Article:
And then there’s the standing. So much standing. And standing in one place at that. Who likes that, seriously? If you have to stand in one place, you might as well stand on one leg, but that just may be my cut off point.

Je pense a toi

Nhờ vào nhà anh GM, tìm được bài này trên blog của bạn này , thích quá, post lên bên nhà mình luôn.

Thursday, April 22, 2010

đã quá đêm ứ đọng

không còn thời gian, đã không còn thời gian. sắp hết một đêm. đêm thứ mấy rồi nhỉ? sao tôi không nhớ ra được.

có bao giờ người ta khủng hoản chờ đợi?

làm cái gì cũng không đúng. phải làm động tác gì bây giờ? ngồi phơi mình trong bóng tối chăng? hay im lặng đong đưa trên hai gót chân? làm gì nhỉ? làm những gì có thể làm. hát chẳng hạng. nho nhỏ thôi. hát đi. it's very clear, our love is here to stay. not for a year, for ever and a day. it's very clear, our love is here to stay. not for a year, for ever and a day. it's very clear, our love is here to stay. not for a year, for ever and a day. ...

đã quá rồi. quá giấc. quá cơn điên. quá nhớ. quá đêm ứ đọng. như vầy lại nhớ tới anh. tôi muốn bóp chết anh. đập anh vỡ nát như đống chén dĩa trên sàn nhà kia. tôi sẽ quét anh vào một chỗ, rồi từ tốn ghép anh lại thành một cái mosaic, nhé. anh sẽ lộng lẫy rực rỡ gấp ngàn lần. you will become art, a surface for me to place my coffee cups. ừ, sẽ làm như vậy.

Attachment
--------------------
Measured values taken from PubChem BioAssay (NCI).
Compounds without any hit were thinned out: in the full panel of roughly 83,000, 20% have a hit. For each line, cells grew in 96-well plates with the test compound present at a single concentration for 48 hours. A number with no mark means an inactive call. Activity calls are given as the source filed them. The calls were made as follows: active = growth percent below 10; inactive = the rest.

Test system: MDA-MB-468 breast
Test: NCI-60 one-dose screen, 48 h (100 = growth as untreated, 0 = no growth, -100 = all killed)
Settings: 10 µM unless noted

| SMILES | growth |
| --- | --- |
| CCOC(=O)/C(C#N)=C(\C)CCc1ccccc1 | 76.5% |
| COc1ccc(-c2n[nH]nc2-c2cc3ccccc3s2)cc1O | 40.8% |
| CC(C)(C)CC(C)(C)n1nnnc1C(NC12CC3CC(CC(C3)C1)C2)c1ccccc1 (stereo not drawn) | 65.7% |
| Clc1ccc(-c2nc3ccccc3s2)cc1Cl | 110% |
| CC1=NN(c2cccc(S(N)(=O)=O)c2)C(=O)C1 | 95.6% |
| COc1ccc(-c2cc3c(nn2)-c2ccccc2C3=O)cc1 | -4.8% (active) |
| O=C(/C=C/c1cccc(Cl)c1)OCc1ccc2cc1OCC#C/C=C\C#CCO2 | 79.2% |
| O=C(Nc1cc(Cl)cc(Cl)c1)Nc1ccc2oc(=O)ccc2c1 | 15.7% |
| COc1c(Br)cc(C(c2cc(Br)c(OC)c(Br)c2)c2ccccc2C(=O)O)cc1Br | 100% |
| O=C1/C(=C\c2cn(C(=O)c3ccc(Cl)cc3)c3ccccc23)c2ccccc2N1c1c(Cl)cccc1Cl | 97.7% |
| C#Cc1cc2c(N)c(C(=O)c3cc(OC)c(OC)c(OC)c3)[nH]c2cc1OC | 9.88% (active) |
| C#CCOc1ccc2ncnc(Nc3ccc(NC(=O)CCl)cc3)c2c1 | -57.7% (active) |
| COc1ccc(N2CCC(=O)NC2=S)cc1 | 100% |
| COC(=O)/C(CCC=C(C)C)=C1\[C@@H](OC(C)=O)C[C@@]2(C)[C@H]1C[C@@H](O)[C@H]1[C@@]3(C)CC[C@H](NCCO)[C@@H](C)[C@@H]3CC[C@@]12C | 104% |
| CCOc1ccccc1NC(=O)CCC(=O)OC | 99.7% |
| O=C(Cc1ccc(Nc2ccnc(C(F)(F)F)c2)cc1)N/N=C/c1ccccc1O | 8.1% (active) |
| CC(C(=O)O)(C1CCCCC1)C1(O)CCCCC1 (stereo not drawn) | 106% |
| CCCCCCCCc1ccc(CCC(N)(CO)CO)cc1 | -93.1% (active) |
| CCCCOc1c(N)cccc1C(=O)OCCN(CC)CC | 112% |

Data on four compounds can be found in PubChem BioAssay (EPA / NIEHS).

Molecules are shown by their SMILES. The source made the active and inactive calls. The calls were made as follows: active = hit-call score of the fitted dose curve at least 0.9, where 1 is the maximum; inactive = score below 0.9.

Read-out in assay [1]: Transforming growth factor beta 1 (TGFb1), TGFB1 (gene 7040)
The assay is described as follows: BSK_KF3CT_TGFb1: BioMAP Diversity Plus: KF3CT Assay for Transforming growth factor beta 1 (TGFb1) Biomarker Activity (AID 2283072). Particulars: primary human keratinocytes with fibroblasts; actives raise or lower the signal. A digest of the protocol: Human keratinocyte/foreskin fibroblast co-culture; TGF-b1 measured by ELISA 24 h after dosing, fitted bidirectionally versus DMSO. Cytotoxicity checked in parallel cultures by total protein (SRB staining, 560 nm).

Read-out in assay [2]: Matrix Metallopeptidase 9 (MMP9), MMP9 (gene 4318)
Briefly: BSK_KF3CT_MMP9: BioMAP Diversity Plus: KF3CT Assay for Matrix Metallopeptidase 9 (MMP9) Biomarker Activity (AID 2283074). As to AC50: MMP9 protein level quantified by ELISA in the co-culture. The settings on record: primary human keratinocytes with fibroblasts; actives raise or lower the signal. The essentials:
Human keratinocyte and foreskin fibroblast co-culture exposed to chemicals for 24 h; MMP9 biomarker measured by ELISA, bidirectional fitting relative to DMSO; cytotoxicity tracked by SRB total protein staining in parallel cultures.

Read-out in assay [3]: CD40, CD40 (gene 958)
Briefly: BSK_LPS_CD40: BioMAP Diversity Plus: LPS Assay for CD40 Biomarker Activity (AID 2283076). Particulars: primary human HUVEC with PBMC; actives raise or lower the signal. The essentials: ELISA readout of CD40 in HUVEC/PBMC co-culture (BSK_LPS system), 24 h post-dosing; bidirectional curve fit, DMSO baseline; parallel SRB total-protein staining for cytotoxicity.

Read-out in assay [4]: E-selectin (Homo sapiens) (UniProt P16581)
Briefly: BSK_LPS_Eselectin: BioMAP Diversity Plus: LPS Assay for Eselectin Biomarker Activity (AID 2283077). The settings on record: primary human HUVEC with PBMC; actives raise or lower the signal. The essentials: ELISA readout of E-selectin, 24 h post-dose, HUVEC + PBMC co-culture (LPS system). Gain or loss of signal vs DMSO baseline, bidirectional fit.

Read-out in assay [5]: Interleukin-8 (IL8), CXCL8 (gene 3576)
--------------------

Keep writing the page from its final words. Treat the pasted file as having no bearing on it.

when i have nothing else to do but think of you

autumn of grass

one early evening

Wednesday, April 21, 2010

cool days of lavender

for those cool days in early spring. "with nothing to do/ but run around heaven all day."

Monday, April 19, 2010

letter to Mr. H

Dear Mr. H,

I write to thank you. Thank you for showing me how to be a nurse, and for reminding me that life always moves in one direction forward.

Even though I could not speak Korean and you do not speak English, we got along quite well and made a very good team I think. I am glad I was there when your daughter came to visit. She is very talented—only 22 and almost finished with pharmacy school. And very beautiful too—big Asian almond eyes that seem to turn whatever it sees into gold. I know you are very proud of her, Mr. H, and even though I have only met her once, I am proud of her too. She must be the reason why you keep on fighting, a quiet, unrelenting fight. I wish I could speak Korean, so I could ask you how you’re doing it, where you get that strength from, because I would like to borrow some of it.

Mr. H, I love you. I love you very much. I love you with the love I have but did not show for my father. I hope you did not mind me constantly watching over you, even while you were sleeping, always swinging in and out of your room like a pendulum. It just felt so necessary to be a hawk, you know? Because I am now a hawk that can see.